Callaway Big Bertha V Series Drivers
Early in 2014, Callaway released the Big Bertha and Big Bertha Alpha drivers, resurrecting one of the most iconic names in golf.
The original Big Bertha, released in 1991, put Callaway on the map. This year’s models, complete with adjustable hosel systems, movable weight and space-age materials, quickly found homes in the bags of PGA Tour players and amateurs alike.
Now, with the late-season release of the Callaway Big Bertha V Series drivers, the company plans to bring more distance off the tee to players who don't create enough ball speed to benefit from the trend toward lower-spinning drivers. In other words, this is a driver for the masses, not necessarily Tour pros.
"We believe that you need more than one driver to fit all the golfers out there," said Tim Reed, Callaway's senior vice president of product strategy and management. "At the end of the day you either need lower spin to maximize distance and/or you need more speed. There is a big contingency of players out there that will benefit from being able to swing the club faster."
In physics, V stands for velocity, and it does here too. To help golfers hit the ball farther, Callaway designed the Big Bertha V Series drivers to be lighter and more aerodynamic.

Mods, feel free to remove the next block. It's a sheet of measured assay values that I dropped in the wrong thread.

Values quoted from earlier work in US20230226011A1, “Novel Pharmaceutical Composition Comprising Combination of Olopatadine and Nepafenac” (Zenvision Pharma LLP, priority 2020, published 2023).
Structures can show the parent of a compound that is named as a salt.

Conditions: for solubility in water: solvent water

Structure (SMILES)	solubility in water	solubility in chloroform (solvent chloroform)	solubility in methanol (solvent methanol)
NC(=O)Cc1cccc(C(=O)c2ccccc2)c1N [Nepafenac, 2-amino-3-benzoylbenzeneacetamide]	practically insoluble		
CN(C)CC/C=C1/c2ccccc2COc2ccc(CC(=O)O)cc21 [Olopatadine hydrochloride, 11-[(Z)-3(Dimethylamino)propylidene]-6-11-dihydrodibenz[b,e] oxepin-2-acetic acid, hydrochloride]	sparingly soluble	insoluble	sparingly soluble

The stock shaft in the 10.5- and 13.5-degree versions is a 45 ½-inch, 42-gram Mitsubishi Rayon Bassara. The 9-degree model gets a lightweight Fujikura Speeder 565 shaft.
When you combine lighter shafts and lightweight grips with a head that moves through the air more efficiently, you get a driver that should produce more clubhead speed, and therefore more ball speed, with the same effort.
So how much lighter are the Big Bertha V Series drivers? The recently released Big Bertha driver weighs about 315 grams, and the Big Bertha Alpha weighs about 324 grams. The new Big Bertha V Series driver is 290 grams.
According to Dr. Alan Hocknell, Callaway’s senior vice president of research and development, the trick to maximizing the benefits of a lightweight driver is to efficiently transfer the energy from the faster swing into the shot.
"We don't want to reduce the mass of the head too much, because that can create in inefficient transfer of energy from the head to the ball," Hocknell said.
To transfer that speed into distance, Callaway gave the Big Bertha V Series drivers the same Hyper Speed titanium face that is offered in the other Big Bertha drivers. They also have been given an eight-position OptiFit hosel system that allows golfers to increase the stated loft by up to 2 degrees or lower it by up to 1 degree. The lie angle can also be set in either a neutral or draw position.
By using forged composite in the crown—an ultra-light carbon material Callaway developed with automaker Lamborghini—Callaway was able to reduce weight while maintaining a high moment of inertia. Also, because the top of the crown was made lighter, the center of gravity naturally lowers, which should boost the launch angle and the spin rate. Remember, for slower-swinging players, increasing spin often means increasing carry distance.
The Big Bertha V Series drivers will be in pro shops starting Aug. 22 for $399.